Tuesday, 5 October 2010

From Your Fear ... #2

Tim Buckley’s Lorca remains a remarkable record. 40 years after its release, Lorca retains the ability to surprise. It is easy to take Tim’s works for granted, but Lorca still seems to have hidden depths worth exploring.
In his book Blue Melody the guitarist Lee Underwood, Tim’s friend and comrade, included a short but revealing account of the period leading up to Lorca. Memorably Lee describes Tim performing in combat boots, a symbolic act, as he took the fight to the audience. Tim’s struggles to stretch himself and find new ways of expressing himself were not universally welcomed, but it is this quest for the new that sets the Lorca era apart.
It seems to have been a period of frantic self-education, with Lee and Tim seeking fresh inspiration from a variety of sources. Among these Lee mentions the poet Lorca, the jazz avant garde, and modern classical composition. It is easy to identify with the energy and enthusiasm with which they immersed themselves in these strange pleasures. There is a suggestion of kids being let loose in a sweet shop in their approach to absorbing music, which is something increasingly familiar in our digital age.
Among the names Lee mentions which helped to fuel their creative desires are Luciano Berio, Cathy Berberian, Krzysztof Penderecki and Olivier Messiaen. It is as if after the sweetness of the early Elektra recordings they consciously sought strength in dissonance and clashes. It seems that discovering artists in other musical spheres who were prepared to take risks and experiment provided the impetus for them to be bolder and more abstract in their own work.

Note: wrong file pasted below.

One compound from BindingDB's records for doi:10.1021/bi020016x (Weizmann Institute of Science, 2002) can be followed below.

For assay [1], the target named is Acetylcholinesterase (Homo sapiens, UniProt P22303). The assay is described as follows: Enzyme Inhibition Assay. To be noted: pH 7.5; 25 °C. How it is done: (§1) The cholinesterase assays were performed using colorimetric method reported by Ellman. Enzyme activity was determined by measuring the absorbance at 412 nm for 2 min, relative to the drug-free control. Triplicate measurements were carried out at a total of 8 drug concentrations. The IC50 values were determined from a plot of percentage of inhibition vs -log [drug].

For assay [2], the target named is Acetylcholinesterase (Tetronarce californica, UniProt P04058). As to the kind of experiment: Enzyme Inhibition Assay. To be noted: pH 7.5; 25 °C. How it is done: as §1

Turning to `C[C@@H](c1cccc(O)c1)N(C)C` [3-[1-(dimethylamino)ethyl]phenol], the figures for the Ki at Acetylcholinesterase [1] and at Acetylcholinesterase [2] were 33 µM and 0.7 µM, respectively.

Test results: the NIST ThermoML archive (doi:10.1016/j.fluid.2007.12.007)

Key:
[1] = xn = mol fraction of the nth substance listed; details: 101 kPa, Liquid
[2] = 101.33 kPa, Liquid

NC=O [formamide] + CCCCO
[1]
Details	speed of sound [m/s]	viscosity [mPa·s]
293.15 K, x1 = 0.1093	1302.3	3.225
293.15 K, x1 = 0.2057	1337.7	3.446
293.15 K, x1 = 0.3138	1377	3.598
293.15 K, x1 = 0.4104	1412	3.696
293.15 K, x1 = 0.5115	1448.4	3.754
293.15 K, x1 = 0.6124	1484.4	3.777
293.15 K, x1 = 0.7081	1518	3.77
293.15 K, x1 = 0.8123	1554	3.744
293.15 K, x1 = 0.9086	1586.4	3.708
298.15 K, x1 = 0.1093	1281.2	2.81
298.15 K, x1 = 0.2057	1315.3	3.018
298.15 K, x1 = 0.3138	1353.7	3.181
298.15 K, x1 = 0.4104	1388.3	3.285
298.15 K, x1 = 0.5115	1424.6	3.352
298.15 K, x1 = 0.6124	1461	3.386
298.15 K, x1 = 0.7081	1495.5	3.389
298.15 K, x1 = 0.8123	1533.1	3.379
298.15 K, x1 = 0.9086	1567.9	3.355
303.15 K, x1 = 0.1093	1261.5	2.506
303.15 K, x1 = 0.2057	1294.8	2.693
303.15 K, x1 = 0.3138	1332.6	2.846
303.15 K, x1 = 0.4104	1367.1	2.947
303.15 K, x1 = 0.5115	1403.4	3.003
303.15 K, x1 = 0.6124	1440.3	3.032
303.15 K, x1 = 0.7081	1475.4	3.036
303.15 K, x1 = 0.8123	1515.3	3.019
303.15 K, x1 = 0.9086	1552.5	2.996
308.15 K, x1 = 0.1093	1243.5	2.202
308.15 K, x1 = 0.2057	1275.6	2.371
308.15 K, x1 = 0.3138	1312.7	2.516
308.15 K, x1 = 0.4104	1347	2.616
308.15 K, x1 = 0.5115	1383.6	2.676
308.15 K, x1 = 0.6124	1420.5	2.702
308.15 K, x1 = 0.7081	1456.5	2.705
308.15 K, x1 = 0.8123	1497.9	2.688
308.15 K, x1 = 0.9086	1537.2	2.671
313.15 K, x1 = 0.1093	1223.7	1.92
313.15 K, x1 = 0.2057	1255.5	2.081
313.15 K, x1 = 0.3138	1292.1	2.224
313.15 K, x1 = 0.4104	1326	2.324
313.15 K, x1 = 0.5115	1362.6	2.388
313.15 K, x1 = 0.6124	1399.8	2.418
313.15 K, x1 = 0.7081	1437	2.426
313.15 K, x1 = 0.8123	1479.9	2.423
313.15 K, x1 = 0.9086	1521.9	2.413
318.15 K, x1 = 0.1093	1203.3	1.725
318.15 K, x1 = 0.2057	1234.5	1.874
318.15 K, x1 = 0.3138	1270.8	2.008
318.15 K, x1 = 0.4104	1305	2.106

The bass player John Balkin is credited as a vital catalyst in this process, with his extensive knowledge of avant garde jazz and contemporary classical composition. He also played an absolutely vital part in the recording of Lorca and later Starsailor, with his intuitive bass playing. If you listen to the extraordinary Anonymous Proposition it is as though John is performing a duet with Tim, capturing perfectly what the song needs in terms of colour, and knowing no more is needed. Intriguingly Lee and John met while working with Herb Alpert’s Mariachi Brass. Lee had other similar strange fateful introductions, such as meeting Maury Baker, who would play drums on Starsailor, while they were both working with Zoot Money.
It was a gradual evolution that gave Tim the confidence to improvise and use wordless singing techniques, exploiting spontaneity onstage, when the audience perhaps were really there to hear him sing about dolphins. It didn’t all change overnight. Over a period of time he and his group were able to experiment during certain songs like Gypsy Woman, gradually finding a new voice and sound. It was partly the frustration that came from not capturing on record what they felt Gypsy Woman should be that drove Tim, Lee and co. on. Such an attitude and approach could be deemed pompous and po-faced, so it is worth remembering the fire that burned in the Buckley camp ...

1 comment:

  1. keithandrewhawkins7 October 2010 at 10:50

    You've been posting a lot of good stuff recently Kev...Can't beat a bit of Tim Buckley though...Funny..I've been listening to all the albums again myself recently. Beautiful music.
    The 1967 Folklore Centre cd is an essential purchase as is the Fleeting House dvd ..and Lee Underwood's book is great..
    Lorca is a wild one!!
    Cup of tea at some point Kev?